Token distribution is an important aspect of tokenomics; this implies recognizing who retains the tokens and how they have been distributed. Another factor to consider is whether the supply is limited or infinite, as well as how new tokens join the ecosystem. 

You have to make sure two things about tokens:

  • Is it a deflationary or inflationary token?
  • Are the tokens removed from blockchain or burned?

These pointers indicate the long-term viability of the project and expected growth of the cryptocurrency. For example: A highly inflationary token means that its future value can be challenged.

  • 24 Hour Markets: Markets have limited operating hours in traditional finance. For example: the stock market in the United States is open Monday through Friday from 9:30 a.m. to 4:00 p.m. ET. On major holidays and weekends, markets are closed. Investors may pay attention to after-hours trading in particularly volatile markets, as well as derivatives that trade beyond the market hours, but nearly all trading activity occurs during the main daytime trading window.

Crypto markets, on the other hand, never close. Investors in the United States should be aware that trading in European and Asian markets can cause the price of crypto assets to fluctuate overnight, and events in other parts of the world can cause a coin’s price to fluctuate at any time of day. As a result, certain macroeconomic events in foreign countries swing the price of crypto in domestic markets. Investors should understand this 24/7 nature of the crypto market and have a plan for their investment ventures as they are considerably different from traditional markets.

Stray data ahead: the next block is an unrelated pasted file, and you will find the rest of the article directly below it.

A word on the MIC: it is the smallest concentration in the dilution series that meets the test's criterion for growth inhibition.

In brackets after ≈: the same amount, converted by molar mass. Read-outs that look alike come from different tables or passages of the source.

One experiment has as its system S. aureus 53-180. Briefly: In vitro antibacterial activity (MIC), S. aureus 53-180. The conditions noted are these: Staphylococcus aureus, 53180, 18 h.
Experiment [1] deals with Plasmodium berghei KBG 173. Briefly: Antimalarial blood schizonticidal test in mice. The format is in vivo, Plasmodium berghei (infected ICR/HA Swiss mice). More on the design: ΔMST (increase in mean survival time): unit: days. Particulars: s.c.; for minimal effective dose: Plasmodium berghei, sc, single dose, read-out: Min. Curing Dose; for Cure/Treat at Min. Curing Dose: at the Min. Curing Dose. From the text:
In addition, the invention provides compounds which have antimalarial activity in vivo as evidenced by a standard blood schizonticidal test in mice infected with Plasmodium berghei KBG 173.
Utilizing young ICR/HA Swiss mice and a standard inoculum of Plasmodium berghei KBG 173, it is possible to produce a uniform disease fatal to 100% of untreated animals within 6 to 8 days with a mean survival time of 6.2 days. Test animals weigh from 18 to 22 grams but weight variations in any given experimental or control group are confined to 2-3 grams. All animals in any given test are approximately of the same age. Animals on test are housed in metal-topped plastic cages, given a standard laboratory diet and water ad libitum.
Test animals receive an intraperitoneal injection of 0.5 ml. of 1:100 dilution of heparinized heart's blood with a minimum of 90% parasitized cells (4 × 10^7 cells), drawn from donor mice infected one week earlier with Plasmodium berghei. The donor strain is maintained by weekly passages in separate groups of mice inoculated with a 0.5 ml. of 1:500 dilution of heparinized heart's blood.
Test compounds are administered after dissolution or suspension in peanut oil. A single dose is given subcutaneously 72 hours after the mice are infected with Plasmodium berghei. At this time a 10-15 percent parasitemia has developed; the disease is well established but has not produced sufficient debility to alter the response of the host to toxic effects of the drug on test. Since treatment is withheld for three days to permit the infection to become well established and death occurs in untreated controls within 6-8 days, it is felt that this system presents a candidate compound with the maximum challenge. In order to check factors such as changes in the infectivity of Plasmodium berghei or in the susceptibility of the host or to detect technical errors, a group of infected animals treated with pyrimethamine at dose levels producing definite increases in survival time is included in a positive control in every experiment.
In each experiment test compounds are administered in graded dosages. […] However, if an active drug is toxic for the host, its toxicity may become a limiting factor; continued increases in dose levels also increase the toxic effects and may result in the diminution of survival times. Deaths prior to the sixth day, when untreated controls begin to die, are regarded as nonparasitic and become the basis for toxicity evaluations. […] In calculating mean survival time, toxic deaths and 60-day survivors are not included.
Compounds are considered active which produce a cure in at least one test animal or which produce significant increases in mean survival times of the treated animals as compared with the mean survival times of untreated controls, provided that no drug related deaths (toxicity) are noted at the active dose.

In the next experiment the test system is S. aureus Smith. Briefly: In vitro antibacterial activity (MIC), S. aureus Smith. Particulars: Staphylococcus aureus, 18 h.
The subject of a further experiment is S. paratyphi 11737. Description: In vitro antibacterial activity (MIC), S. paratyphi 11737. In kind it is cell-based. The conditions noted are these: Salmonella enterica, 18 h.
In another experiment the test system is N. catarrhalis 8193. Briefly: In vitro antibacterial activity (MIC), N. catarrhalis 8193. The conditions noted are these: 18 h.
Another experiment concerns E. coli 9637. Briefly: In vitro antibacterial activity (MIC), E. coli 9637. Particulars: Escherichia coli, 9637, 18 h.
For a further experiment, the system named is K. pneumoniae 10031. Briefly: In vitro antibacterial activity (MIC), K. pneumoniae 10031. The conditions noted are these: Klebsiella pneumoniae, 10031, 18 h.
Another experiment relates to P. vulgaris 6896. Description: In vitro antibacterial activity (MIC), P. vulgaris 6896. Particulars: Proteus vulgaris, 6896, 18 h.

• On-chain analysis: One of the most intriguing aspects of cryptocurrency that you won’t find in conventional finance is the accessibility of blockchain data that is available publicly for all to dig into – wallet balances and transactions are visible “on chain” 24 hours a day, seven days a week.

On-chain analytics refers to the process of forming an opinion on market sentiment based on data found on a blockchain ledger. Analysts will examine metrics found on blockchain ledgers, such as  transaction data, transaction volume, gas fees , wallet balances, active addresses, and so on, in order to understand market sentiment and whether it’s a good investment or sending sell signals.


Traditional currencies are managed in a centralized hub-and-spoke system, whereas many cryptocurrencies operate in a decentralized structure with no intermediaries. While cryptocurrency and fiat currency are diametrically opposed in many ways, both can exist in digital form. Although crypto lacks a few areas such as price stability and backing, one thing is for sure that the future of dominance of digital currencies is near.